Archive for the ‘Middle East’ Category
NATIONAL JOURNAL: President Obama’s decision to send American warplanes into Libya opened the nation’s third military theater in the Middle East—and quickly cast the administration onto more battlegrounds at home.
Three days into the first war he’s helped to start, Obama finds himself in an increasingly familiar position in relation to the Congress: detached, under fire, and going it largely alone. American liberals who gravitated to Obama because he was the most plausible anti-war candidate broke sharply with him this weekend for projecting U.S. force into a corner of the world where it’s traditionally unwelcome, humanitarian intervention doctrine be damned. Even some congressional Democrats who voted for the Iraq invasion call the Libyan venture “gratuitous” and question Obama’s standing. Rep. Dennis Kucinich, D-Ohio, on Monday called the U.S. involvement in Libya an “impeachable offense.”
Capitol Hill Republicans, divided for weeks about how to handle Libya, are casting an array of aspersions on Obama’s decision; he’s been too slow, hasn’t adequately consulted Congress, has not developed a clear exit strategy, and not much of an entrance strategy either.
House Speaker John Boehner, R-Ohio, in a statement released during Obama’s largely Libya-free speech in Rio de Janeiro on Sunday, hit him over process, saying his administration should “define for the American people, the Congress, and our troops what the mission in Libya is, better explain what America’s role is in achieving that mission, and make clear how it will be accomplished. Before any further military commitments are made, the administration must do a better job of communicating to the American people and to Congress about our mission in Libya and how it will be achieved.”
That, incongruously, aligned the speaker with Rep. Anthony Weiner, D-N.Y., the Brooklyn liberal who backs the bombing campaign but wants Obama to obtain congressional authorization.
Impeachment? Dennis Kucinch says Obama violated Constitution by not getting Congressional authority to launch war against Quaddafi
Kucinich makes lots of good points here
Give Kucinich credit for consistency on this.
So here’s what Barack Obama said on December 20, 2007, about a President who launches a unilateral military attack on another country without Congressional authorization:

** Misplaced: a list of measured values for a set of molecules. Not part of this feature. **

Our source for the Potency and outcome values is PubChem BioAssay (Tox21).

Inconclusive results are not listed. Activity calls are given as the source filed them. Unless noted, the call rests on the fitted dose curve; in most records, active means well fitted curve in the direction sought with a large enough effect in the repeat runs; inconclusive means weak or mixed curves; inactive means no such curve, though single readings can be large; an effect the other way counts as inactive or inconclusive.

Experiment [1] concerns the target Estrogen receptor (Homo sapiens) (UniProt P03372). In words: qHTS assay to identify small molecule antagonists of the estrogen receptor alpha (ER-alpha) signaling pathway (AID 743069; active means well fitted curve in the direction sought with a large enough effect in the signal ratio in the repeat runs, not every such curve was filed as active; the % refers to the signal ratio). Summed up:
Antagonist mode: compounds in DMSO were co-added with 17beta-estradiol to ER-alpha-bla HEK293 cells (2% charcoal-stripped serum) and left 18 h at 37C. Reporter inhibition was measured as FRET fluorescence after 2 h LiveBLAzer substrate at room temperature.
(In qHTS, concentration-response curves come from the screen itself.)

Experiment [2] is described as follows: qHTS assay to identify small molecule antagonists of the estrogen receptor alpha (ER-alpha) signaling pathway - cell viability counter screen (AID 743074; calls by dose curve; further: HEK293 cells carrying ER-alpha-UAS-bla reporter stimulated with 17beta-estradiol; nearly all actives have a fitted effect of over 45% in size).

“The president does not have power under the Constitution to unilaterally authorize a military attack in a situation that does not involve stopping an actual or imminent threat to the nation.”
George W. Bush, you might remember, spent more than a year making the case for removing Saddam Hussein. There was an overwhelming majority vote in Congress authorizing President Bush to do exactly that.
Whatever you think of the Iraq War now, Bush had the proper Congressional authority to liberate Iraq.
Where’s Obama’s Congressional authority? Where’s the deliberation? There’s been plenty of dithering, but no deliberation. And how about explaining the policy to the American people, as George W. Bush did?
Can anyone say what the “Obama Doctrine” even is?
JON PODHORETZ-NY POST: When Samantha Power said Mrs. Clinton was a monster, Power was working on Barack Obama’s presidential campaign and resigned almost immediately. Now Power is on the National Security Council, and chances are good she doesn’t think Hillary is a monster any longer.
The Tuesday-evening meeting at the White House at which the president decided to move on Libya was “extremely contentious,” according to a report in Josh Rogin’s excellent blog, The Cable.
Power and a few others took the position that the United States couldn’t stay on the sidelines as Moammar Khadafy murdered his own people and snuffed out the people-power revolt in the Middle East in its infancy.
In speaking this way, Power was, in effect, speaking for Clinton.
Three years after the “monster” remark, Hillary Clinton and Samantha Power find themselves on the same side in a profound debate over American interests and American values as they serve an opaque president whose foreign policy has now achieved a new level of incomprehensibility.
NEW YORK TIMES: Even as the allied intervention began, a group of foreign journalists were bused on a rare visit inside Col. Muammar el-Qaddafi’s compound — a labyrinth of concrete barracks, fortified walls and barbed wire designed to deter potential military coups.
Inside the Bab Aziziya compound which was bombed by the United States in 1986.
There, hundreds of supporters offered themselves up as human shields, cheering to newly minted dance songs about their adoration for their leader. “House by house, alley by alley,” the catchiest song went, quoting a Qaddafi speech. “Disinfect the germs from each house and each room.”
TIMES OF INDIA: Calling Barack Obama as “our son”, Libyan leader Muammar Gaddafi sent a message to the US President defending his decision to attack the rebels fighting to overthrow him.